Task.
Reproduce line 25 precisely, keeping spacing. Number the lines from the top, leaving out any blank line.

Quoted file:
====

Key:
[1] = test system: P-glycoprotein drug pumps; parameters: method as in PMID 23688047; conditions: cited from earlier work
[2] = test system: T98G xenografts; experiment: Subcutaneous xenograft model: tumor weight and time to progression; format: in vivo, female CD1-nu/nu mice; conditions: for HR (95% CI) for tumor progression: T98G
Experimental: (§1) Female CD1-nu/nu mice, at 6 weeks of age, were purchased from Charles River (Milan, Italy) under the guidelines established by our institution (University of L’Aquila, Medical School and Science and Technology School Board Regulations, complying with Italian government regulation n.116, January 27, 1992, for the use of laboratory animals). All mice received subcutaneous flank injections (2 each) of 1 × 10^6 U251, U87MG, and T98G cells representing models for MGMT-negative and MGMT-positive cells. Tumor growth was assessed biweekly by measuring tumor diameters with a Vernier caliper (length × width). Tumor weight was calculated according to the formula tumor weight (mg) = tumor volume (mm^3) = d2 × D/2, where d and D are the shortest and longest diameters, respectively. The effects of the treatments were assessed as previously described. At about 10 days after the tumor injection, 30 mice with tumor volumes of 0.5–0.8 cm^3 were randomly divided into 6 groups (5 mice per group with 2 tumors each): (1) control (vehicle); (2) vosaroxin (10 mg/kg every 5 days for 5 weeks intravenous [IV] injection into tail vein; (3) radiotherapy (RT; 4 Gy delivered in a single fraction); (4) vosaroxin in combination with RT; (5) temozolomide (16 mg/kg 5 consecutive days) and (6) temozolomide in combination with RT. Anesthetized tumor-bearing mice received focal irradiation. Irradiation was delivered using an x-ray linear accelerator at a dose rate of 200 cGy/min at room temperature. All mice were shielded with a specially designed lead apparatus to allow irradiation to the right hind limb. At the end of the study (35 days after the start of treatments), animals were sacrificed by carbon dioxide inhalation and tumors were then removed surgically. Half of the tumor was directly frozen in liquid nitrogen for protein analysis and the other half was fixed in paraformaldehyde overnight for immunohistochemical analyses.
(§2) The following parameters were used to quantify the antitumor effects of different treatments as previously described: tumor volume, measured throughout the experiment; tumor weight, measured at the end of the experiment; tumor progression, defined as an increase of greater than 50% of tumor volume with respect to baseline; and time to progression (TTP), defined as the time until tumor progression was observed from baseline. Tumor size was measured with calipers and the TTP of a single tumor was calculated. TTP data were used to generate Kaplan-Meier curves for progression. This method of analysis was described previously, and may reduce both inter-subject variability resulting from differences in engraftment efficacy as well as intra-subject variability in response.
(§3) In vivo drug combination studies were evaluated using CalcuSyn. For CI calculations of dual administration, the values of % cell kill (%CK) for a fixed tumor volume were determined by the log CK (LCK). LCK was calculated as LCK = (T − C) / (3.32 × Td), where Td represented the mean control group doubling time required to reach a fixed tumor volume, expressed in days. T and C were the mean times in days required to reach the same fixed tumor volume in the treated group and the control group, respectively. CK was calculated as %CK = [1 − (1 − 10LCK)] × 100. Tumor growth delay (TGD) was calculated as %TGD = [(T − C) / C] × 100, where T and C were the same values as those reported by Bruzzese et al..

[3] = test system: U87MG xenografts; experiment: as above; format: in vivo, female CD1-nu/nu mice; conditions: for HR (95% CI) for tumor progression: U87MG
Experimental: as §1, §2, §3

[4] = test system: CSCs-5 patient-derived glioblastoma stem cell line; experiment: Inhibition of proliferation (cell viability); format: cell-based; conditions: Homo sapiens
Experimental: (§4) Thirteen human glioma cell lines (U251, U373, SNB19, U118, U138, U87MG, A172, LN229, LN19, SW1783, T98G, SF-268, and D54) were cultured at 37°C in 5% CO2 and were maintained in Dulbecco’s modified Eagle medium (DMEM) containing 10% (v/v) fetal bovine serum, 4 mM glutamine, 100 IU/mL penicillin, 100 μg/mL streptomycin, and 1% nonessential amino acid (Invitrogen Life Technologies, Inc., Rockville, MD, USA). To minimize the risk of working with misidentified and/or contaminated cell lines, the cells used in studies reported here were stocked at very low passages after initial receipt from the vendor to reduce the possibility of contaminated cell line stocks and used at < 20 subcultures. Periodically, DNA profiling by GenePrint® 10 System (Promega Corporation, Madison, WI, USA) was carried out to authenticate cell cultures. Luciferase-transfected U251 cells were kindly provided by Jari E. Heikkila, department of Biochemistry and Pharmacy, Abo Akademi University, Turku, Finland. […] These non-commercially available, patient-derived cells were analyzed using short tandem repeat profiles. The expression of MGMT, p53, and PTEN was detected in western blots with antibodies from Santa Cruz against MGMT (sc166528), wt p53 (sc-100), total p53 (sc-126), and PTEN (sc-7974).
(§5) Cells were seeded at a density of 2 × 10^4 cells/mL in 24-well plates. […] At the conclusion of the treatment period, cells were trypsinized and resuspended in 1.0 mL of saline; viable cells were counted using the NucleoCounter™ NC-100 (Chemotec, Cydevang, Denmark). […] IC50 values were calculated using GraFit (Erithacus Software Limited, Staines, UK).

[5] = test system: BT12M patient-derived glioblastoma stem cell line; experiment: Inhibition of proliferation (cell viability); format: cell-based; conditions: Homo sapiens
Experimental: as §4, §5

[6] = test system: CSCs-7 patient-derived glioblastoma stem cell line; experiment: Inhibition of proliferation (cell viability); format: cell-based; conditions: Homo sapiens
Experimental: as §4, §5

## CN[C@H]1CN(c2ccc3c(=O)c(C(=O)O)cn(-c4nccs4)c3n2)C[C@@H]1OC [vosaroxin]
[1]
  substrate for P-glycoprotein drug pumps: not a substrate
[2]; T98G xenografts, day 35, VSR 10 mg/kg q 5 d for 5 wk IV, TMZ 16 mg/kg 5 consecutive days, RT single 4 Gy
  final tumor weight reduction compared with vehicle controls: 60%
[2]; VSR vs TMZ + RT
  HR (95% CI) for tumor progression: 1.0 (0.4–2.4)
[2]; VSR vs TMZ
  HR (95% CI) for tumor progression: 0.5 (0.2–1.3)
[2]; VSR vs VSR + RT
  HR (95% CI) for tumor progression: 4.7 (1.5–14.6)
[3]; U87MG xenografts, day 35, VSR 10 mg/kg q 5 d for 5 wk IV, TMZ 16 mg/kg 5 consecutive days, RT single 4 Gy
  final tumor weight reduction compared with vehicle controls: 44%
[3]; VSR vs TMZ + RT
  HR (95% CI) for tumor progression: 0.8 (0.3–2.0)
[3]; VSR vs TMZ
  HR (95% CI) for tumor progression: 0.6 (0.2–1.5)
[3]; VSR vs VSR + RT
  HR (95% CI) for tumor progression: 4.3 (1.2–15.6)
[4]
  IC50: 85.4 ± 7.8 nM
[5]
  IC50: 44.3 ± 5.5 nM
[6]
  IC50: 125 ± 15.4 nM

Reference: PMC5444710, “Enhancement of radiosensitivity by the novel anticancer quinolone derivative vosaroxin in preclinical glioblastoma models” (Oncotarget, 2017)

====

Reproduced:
[2]; VSR vs VSR + RT